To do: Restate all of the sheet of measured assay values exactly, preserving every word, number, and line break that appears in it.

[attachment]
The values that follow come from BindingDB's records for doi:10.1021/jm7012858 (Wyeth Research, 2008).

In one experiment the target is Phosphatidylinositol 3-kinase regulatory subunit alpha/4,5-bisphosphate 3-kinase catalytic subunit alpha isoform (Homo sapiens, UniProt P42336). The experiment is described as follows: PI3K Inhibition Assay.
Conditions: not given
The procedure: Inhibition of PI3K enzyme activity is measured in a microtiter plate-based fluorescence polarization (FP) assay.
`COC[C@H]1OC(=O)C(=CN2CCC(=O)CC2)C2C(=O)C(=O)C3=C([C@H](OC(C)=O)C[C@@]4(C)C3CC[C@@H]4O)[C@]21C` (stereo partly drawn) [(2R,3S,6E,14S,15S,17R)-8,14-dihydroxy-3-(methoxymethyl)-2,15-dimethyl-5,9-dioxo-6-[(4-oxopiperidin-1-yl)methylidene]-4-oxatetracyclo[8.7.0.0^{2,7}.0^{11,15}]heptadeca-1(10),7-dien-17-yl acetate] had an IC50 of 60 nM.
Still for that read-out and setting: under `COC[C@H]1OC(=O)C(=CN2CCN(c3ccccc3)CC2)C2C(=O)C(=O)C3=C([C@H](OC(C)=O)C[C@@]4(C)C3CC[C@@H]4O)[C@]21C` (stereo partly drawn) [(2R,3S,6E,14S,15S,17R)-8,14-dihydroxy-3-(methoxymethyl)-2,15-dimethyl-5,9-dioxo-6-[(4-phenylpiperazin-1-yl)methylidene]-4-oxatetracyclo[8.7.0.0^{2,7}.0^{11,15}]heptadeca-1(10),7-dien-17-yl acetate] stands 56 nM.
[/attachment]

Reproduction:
The values that follow come from BindingDB's records for doi:10.1021/jm7012858 (Wyeth Research, 2008).

In one experiment the target is Phosphatidylinositol 3-kinase regulatory subunit alpha/4,5-bisphosphate 3-kinase catalytic subunit alpha isoform (Homo sapiens, UniProt P42336). The experiment is described as follows: PI3K Inhibition Assay.
Conditions: not given
The procedure: Inhibition of PI3K enzyme activity is measured in a microtiter plate-based fluorescence polarization (FP) assay.
`COC[C@H]1OC(=O)C(=CN2CCC(=O)CC2)C2C(=O)C(=O)C3=C([C@H](OC(C)=O)C[C@@]4(C)C3CC[C@@H]4O)[C@]21C` (stereo partly drawn) [(2R,3S,6E,14S,15S,17R)-8,14-dihydroxy-3-(methoxymethyl)-2,15-dimethyl-5,9-dioxo-6-[(4-oxopiperidin-1-yl)methylidene]-4-oxatetracyclo[8.7.0.0^{2,7}.0^{11,15}]heptadeca-1(10),7-dien-17-yl acetate] had an IC50 of 60 nM.
Still for that read-out and setting: under `COC[C@H]1OC(=O)C(=CN2CCN(c3ccccc3)CC2)C2C(=O)C(=O)C3=C([C@H](OC(C)=O)C[C@@]4(C)C3CC[C@@H]4O)[C@]21C` (stereo partly drawn) [(2R,3S,6E,14S,15S,17R)-8,14-dihydroxy-3-(methoxymethyl)-2,15-dimethyl-5,9-dioxo-6-[(4-phenylpiperazin-1-yl)methylidene]-4-oxatetracyclo[8.7.0.0^{2,7}.0^{11,15}]heptadeca-1(10),7-dien-17-yl acetate] stands 56 nM.